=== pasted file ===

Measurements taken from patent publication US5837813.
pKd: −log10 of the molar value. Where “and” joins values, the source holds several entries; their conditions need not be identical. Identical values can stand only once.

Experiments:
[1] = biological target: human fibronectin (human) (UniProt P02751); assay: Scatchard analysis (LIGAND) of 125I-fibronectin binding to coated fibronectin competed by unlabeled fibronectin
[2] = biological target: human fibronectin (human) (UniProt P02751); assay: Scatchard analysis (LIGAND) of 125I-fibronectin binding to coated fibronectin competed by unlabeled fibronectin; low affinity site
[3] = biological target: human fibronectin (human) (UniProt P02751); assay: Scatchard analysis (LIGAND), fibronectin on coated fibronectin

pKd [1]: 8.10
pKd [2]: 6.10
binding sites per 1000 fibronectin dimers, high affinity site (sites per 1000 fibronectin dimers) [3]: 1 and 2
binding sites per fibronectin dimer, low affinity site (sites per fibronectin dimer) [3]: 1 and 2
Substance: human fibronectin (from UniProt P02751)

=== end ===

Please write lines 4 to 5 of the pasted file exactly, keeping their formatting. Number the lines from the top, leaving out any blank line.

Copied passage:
[1] = biological target: human fibronectin (human) (UniProt P02751); assay: Scatchard analysis (LIGAND) of 125I-fibronectin binding to coated fibronectin competed by unlabeled fibronectin
[2] = biological target: human fibronectin (human) (UniProt P02751); assay: Scatchard analysis (LIGAND) of 125I-fibronectin binding to coated fibronectin competed by unlabeled fibronectin; low affinity site